- The signal transducer and activator of transcription Stat5 is transiently activated by growth factor and cytokine signals in normal cells, but its persistent activation has been observed in a wide range of human tumors. Aberrant Stat5 activity was initially observed in leukemias, but subsequently also found in carcinomas. We investigated the importance of Stat5 in human tumor cell lines. shRNA mediated downregulation of Stat5 revealed the dependence of prostate and breast cancer cells on the expression of this transcription factor. We extended these inhibition studies and derived a peptide aptamer (PA) ligand, which directly interacts with the DNA-binding domain of Stat5 in a yeast-two-hybrid screen. The Stat5 specific PA sequence is embedded in a thioredoxin (hTRX) scaffold protein. The resulting recombinant protein S5-DBD-PA was expressed in bacteria, purified and introduced into tumor cells by protein transduction. Alternatively, S5-DBD-PA was expressed in the tumor cells after infection with a S5-DBD-PA encoding gene transfer vector. Both strategies impaired the DNA-binding ability of Stat5, suppressed Stat5 dependent transactivation and caused its intracellular degradation. Our experiments describe a peptide based inhibitor of Stat5 protein activity which can serve as a lead for the development of a clinically useful compound for cancer treatment.
- Controlled intramyocardial release of engineered chemokines by biodegradable hydrogels as a treatment approach of myocardial infarction (2014)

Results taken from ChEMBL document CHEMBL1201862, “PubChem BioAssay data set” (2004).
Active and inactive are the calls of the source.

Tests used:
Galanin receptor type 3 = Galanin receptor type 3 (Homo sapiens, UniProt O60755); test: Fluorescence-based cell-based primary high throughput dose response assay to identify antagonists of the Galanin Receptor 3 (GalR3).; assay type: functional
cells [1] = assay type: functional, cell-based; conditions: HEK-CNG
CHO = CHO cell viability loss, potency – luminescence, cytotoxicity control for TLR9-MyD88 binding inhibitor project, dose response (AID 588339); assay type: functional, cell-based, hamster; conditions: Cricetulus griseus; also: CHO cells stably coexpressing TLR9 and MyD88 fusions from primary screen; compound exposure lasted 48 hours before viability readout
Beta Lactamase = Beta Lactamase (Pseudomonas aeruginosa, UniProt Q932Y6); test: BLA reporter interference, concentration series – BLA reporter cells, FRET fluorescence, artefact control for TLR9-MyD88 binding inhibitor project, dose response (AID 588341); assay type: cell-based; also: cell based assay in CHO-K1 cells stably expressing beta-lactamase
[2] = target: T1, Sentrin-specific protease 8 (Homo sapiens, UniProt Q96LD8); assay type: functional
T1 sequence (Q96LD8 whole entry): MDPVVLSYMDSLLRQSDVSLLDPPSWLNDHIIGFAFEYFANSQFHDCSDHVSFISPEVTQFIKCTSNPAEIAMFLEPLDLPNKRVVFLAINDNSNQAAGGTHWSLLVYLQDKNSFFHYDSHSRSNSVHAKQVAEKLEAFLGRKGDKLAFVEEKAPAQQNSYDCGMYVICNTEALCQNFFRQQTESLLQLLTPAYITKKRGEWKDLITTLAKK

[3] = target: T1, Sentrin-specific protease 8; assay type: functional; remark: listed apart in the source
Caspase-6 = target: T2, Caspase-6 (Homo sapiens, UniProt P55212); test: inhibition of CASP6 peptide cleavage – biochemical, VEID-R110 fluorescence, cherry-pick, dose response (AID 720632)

- Myocardial infarction (MI) induces a complex inflammatory immune response, followed by the remodelling of the heart muscle and scar formation. The rapid regeneration of the blood vessel network system by the attraction of hematopoietic stem cells is beneficial for heart function. Despite the important role of chemokines in these processes, their use in clinical practice has so far been limited by their limited availability over a long time-span in vivo. Here, a method is presented to increase physiological availability of chemokines at the site of injury over a defined time-span and simultaneously control their release using biodegradable hydrogels. Two different biodegradable hydrogels were implemented, a fast degradable hydrogel (FDH) for delivering Met-CCL5 over 24 hrs and a slow degradable hydrogel (SDH) for a gradual release of protease-resistant CXCL12 (S4V) over 4 weeks. We demonstrate that the time-controlled release using Met-CCL5-FDH and CXCL12 (S4V)-SDH suppressed initial neutrophil infiltration, promoted neovascularization and reduced apoptosis in the infarcted myocardium. Thus, we were able to significantly preserve the cardiac function after MI. This study demonstrates that time-controlled, biopolymer-mediated delivery of chemokines represents a novel and feasible strategy to support the endogenous reparatory mechanisms after MI and may compliment cell-based therapies.